In the midst of a holiday week, I’ll defer the immediate continuation of the new housing location topic. I’m eager to continue, but it can wait a few days.
Instead, I’ll circle back to the philosophy behind this blog. It seems a holiday-type topic.
A fact of life about writing a blog, especially one with a thrice-weekly publishing schedule, is that I’m forced to closely monitor the philosophy behind the blog. When writing almost three thousand words per week, it could be easy to be sloppy in my word choice. To state something that I don’t quite truly believe because it come wrapped in an enticing phrase that transfers effortlessly from my fingertips to my keyboard.
Words can dangerous mistresses. They’re fun to hold, but without constant vigilance, they can lead one astray.
Not that I’m adamantly opposed to adjusting my philosophy. I believe in constantly questioning and adjusting my beliefs when justified. I’d rather be around people who can learn from new information rather than those who run scared of being accused of a “flip-flop”. But if my philosophy evolves, I want it to a considered change, not an editing oversight in a rush to publish a post.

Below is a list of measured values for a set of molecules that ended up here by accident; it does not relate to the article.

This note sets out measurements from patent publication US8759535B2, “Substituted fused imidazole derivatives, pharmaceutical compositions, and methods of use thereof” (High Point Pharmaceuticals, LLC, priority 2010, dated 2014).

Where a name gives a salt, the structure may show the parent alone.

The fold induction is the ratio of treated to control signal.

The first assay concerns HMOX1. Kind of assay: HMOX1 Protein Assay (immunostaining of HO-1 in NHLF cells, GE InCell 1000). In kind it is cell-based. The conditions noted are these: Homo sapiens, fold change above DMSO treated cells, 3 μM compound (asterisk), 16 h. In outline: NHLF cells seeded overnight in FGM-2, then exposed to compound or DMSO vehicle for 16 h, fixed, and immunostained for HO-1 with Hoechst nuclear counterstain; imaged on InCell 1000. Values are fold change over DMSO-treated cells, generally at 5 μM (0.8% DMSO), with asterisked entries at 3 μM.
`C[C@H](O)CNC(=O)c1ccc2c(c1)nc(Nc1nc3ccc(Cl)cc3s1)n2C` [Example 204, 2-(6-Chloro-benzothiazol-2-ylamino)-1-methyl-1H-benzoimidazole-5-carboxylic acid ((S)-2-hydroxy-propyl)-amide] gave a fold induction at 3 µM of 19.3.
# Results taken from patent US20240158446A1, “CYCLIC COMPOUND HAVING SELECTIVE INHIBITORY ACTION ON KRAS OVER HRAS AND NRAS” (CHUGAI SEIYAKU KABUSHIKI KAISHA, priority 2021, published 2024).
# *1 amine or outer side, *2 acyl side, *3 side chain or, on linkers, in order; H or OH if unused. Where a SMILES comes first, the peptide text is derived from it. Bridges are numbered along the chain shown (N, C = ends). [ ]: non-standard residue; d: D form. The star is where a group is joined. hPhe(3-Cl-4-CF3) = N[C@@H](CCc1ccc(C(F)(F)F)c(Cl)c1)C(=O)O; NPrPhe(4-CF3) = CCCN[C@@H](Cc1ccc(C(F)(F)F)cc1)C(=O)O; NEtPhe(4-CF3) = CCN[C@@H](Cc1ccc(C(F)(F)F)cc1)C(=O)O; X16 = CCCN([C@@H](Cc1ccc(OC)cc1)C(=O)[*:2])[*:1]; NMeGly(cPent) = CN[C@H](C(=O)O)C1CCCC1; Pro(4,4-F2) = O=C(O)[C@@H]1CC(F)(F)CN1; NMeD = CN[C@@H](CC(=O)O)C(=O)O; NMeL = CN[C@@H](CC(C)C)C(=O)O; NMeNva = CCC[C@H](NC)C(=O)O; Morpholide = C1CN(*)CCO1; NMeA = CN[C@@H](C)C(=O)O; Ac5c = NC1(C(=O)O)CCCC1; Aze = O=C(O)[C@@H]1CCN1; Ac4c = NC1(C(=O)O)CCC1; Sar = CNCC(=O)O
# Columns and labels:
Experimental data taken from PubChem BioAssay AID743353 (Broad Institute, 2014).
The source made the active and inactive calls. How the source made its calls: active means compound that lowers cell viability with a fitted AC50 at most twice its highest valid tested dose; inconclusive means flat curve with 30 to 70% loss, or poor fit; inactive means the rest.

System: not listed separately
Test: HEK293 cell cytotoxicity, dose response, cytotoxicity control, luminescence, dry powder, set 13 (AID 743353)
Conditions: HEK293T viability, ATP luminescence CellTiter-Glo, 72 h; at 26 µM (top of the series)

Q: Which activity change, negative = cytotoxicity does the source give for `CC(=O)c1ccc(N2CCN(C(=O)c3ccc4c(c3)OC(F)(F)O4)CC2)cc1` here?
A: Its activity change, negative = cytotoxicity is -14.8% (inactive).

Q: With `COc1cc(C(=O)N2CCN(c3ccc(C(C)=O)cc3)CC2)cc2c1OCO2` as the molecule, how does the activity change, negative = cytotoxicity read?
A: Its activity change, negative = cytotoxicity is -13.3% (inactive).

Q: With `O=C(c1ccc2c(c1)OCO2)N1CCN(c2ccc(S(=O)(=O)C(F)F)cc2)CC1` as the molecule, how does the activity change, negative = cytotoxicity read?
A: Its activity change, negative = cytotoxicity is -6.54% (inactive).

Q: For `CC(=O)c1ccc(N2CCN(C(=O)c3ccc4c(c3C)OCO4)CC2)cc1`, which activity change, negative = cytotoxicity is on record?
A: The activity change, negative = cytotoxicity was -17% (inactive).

With that said, below is a summary of where my philosophy stands after seven months of writing this blog. It has probably evolved slightly, but not as much as it might have. I’ll present my philosophy as a set of facts, two proposed actions, and a result.
The Facts: In the depth of the Depression, federal policy began to offer beneficial treatment of a form of land use that today we call “drivable suburban”. It wasn’t a considered action. It was a reaction to the economic crisis. In the 1930s, drivable suburban development seemed the easiest way to jumpstart the economy.
Once the federal government took the path, other levels of government began to follow. By the 1960s, drivable suburban was so engrained in our laws and our daily life that we forgot that it was the product of government action, not the marketplace.